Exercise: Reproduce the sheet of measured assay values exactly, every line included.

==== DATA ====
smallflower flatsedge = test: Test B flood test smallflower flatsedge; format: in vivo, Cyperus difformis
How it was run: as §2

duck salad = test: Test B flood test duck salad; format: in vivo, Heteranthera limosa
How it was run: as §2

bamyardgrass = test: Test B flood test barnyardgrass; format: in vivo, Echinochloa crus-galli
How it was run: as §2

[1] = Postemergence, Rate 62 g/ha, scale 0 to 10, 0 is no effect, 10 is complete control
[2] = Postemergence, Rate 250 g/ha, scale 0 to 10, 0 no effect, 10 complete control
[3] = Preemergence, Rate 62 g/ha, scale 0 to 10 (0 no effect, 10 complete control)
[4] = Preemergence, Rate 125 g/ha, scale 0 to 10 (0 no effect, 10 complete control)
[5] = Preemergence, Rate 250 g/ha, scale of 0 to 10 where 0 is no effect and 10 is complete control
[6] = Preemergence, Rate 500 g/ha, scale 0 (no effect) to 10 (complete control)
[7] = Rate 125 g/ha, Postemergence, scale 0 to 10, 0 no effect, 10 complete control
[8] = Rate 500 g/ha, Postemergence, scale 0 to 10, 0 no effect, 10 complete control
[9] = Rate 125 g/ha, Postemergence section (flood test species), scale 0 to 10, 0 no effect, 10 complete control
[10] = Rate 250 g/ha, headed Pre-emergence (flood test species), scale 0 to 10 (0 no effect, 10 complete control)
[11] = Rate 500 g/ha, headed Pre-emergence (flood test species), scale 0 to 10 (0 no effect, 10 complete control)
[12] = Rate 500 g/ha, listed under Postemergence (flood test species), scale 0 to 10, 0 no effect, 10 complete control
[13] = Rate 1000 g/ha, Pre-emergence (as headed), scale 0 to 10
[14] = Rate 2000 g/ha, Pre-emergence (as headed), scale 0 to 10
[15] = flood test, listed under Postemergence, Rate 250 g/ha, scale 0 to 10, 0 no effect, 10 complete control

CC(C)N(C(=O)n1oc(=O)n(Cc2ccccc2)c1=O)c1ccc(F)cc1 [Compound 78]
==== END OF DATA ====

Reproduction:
smallflower flatsedge = test: Test B flood test smallflower flatsedge; format: in vivo, Cyperus difformis
How it was run: as §2

duck salad = test: Test B flood test duck salad; format: in vivo, Heteranthera limosa
How it was run: as §2

bamyardgrass = test: Test B flood test barnyardgrass; format: in vivo, Echinochloa crus-galli
How it was run: as §2

[1] = Postemergence, Rate 62 g/ha, scale 0 to 10, 0 is no effect, 10 is complete control
[2] = Postemergence, Rate 250 g/ha, scale 0 to 10, 0 no effect, 10 complete control
[3] = Preemergence, Rate 62 g/ha, scale 0 to 10 (0 no effect, 10 complete control)
[4] = Preemergence, Rate 125 g/ha, scale 0 to 10 (0 no effect, 10 complete control)
[5] = Preemergence, Rate 250 g/ha, scale of 0 to 10 where 0 is no effect and 10 is complete control
[6] = Preemergence, Rate 500 g/ha, scale 0 (no effect) to 10 (complete control)
[7] = Rate 125 g/ha, Postemergence, scale 0 to 10, 0 no effect, 10 complete control
[8] = Rate 500 g/ha, Postemergence, scale 0 to 10, 0 no effect, 10 complete control
[9] = Rate 125 g/ha, Postemergence section (flood test species), scale 0 to 10, 0 no effect, 10 complete control
[10] = Rate 250 g/ha, headed Pre-emergence (flood test species), scale 0 to 10 (0 no effect, 10 complete control)
[11] = Rate 500 g/ha, headed Pre-emergence (flood test species), scale 0 to 10 (0 no effect, 10 complete control)
[12] = Rate 500 g/ha, listed under Postemergence (flood test species), scale 0 to 10, 0 no effect, 10 complete control
[13] = Rate 1000 g/ha, Pre-emergence (as headed), scale 0 to 10
[14] = Rate 2000 g/ha, Pre-emergence (as headed), scale 0 to 10
[15] = flood test, listed under Postemergence, Rate 250 g/ha, scale 0 to 10, 0 no effect, 10 complete control

CC(C)N(C(=O)n1oc(=O)n(Cc2ccccc2)c1=O)c1ccc(F)cc1 [Compound 78]